Prescribing Advice for GPs

An NHS Prescribing Advisers' Blog

Hypnotics linked to increased mortality

BMJ Open has published the results of an observational study that has link the use of hypnotics with an increased risk of mortality. This study has been reported in the general media (BBC).

The study reviewed electronic medical records for 10,531 patients who were prescribed hypnotics and 23,674 matched controls in an American healthcare database system between 2002 and 2007. Data were available for each individual for an average of 2.5 years.

After correction for several variables including age, gender, smoking, body mass index, ethnicity, marital status, alcohol use and prior cancer it was found that there was an increased risk of death among users of hypnotics compared to non-users, even at low levels of use. Among those prescribed hypnotics there were 638 deaths (6.06%) whereas among non-users there were 295 deaths (1.25%). For individuals prescribed up to 18 doses per year the hazard ratio was 3.60 (95% CI 2.92 to 4.44), for 18–132 doses per year this increased to 4.43 (95% CI 3.67 to 5.36) and for more than 132 doses per year it was 5.32 (95% CI 4.50 to 6.30).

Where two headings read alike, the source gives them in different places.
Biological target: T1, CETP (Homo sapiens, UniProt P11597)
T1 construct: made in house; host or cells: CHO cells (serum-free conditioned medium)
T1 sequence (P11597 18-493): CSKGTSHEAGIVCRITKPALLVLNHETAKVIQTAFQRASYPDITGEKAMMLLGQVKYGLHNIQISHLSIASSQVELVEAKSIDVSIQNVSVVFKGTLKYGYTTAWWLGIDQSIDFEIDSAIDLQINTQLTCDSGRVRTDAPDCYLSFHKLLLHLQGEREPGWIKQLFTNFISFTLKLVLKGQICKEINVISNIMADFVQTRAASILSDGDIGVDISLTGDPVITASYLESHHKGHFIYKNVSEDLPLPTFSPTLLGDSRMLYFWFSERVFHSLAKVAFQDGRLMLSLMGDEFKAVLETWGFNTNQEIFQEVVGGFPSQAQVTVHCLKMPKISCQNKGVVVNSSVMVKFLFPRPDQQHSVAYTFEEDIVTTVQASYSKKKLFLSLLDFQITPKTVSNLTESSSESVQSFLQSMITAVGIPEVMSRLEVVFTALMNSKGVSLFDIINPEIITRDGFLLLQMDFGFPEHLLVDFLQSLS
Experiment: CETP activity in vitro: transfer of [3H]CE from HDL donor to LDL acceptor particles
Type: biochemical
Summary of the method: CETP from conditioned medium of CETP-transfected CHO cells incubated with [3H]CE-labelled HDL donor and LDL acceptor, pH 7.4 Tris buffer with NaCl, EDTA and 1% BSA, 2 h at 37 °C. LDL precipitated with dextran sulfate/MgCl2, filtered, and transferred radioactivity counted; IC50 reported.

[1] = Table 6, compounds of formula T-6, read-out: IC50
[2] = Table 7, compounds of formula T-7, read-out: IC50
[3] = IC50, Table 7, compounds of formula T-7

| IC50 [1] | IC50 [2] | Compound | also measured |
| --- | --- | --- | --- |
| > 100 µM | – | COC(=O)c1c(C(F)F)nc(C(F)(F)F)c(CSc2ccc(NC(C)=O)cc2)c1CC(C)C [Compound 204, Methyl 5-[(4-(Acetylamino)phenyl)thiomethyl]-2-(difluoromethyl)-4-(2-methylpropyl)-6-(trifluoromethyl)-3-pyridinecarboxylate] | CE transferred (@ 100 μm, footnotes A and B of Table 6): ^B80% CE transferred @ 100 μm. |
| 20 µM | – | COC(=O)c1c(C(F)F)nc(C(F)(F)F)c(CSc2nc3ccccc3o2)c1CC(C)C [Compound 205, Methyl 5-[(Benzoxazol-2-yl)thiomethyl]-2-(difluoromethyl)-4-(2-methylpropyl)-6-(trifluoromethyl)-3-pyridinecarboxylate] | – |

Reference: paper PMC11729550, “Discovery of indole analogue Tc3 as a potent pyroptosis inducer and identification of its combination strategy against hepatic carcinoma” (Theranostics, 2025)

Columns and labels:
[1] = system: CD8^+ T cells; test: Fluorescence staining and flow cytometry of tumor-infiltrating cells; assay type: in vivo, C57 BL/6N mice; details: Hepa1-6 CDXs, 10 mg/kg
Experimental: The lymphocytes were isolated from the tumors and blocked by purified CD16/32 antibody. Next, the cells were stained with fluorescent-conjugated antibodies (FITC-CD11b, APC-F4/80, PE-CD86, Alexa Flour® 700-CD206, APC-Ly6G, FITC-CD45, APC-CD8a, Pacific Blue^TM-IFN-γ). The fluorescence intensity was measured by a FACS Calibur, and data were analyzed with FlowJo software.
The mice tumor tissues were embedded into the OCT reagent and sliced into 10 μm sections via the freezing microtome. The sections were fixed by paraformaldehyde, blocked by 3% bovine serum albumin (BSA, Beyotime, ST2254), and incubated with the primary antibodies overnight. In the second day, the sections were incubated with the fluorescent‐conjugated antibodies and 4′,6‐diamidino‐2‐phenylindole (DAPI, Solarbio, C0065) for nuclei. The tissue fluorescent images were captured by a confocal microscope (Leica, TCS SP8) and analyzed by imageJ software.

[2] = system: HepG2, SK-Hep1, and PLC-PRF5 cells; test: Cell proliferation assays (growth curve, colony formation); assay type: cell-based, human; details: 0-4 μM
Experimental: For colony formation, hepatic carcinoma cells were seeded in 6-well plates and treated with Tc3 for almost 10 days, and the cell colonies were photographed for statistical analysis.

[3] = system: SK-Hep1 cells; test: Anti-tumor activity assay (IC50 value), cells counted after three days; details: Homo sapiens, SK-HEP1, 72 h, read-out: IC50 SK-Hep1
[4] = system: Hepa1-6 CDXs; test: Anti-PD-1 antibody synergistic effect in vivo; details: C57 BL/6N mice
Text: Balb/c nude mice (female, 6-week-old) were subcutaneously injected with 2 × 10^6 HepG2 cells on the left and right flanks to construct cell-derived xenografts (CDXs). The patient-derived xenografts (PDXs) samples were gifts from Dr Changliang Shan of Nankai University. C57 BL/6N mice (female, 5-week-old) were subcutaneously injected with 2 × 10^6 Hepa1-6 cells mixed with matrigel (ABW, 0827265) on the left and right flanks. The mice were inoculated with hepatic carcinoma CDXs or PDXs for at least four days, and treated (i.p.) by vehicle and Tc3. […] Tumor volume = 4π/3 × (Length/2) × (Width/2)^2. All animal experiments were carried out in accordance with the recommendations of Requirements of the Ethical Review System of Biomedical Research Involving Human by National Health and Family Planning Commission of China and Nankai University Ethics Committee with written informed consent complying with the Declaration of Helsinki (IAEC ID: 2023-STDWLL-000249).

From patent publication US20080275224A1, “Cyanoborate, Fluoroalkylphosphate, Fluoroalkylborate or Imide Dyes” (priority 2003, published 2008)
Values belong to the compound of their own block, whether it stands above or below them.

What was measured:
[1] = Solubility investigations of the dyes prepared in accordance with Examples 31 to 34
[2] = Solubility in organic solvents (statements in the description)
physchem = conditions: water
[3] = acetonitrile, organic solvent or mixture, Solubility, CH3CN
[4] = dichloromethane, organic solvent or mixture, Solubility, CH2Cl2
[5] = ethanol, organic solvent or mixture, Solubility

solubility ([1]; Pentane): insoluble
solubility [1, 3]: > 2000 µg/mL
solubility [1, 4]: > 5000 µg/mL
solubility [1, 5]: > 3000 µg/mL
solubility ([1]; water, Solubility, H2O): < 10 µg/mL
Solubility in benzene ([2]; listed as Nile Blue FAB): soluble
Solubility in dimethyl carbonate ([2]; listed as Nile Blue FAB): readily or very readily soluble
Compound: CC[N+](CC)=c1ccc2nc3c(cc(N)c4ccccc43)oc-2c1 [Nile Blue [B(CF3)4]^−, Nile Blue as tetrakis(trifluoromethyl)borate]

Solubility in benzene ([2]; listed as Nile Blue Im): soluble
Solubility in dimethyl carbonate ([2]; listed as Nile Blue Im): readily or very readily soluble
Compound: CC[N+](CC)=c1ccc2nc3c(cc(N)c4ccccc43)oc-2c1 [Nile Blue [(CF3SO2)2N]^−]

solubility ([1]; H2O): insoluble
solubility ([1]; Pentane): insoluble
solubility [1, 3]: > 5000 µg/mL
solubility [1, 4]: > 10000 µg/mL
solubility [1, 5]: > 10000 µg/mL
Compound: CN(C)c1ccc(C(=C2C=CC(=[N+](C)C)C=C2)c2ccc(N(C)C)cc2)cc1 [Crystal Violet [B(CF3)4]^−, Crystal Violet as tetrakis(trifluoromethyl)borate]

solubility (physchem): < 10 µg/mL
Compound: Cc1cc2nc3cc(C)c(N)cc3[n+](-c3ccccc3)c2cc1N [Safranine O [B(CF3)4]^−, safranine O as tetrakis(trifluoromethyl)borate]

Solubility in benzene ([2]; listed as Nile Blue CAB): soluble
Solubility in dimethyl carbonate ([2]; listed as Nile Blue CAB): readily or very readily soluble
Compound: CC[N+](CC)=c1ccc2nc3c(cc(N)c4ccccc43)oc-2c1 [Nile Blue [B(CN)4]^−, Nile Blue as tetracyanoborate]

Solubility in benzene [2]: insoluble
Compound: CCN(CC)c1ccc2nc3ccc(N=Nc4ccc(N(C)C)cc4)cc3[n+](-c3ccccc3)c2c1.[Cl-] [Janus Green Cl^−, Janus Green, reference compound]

The authors note that there are limitations to this study. The data relating to hypnotics covers the issuing of prescriptions. It is not known for sure that these prescriptions were dispensed and subsequently taken. Additionally, the data did not contain and could not be corrected for social and psychological problems as these are protected by privacy laws. Finally, despite the corrections made there may be residual confounding in the data.

The authors conclude that, "receiving hypnotic prescriptions was associated with greater than threefold increased hazards of death" and that "poor health did not explain the observed excess mortality".

National advice recommends only using hypnotics to treat insomnia when it is severe, disabling or causing the patient extreme distress.

Action: Clinicians should be aware of this study and continue to implement national recommendations. The absolute risk of death remains small and the association cannot be described as causal from this study.

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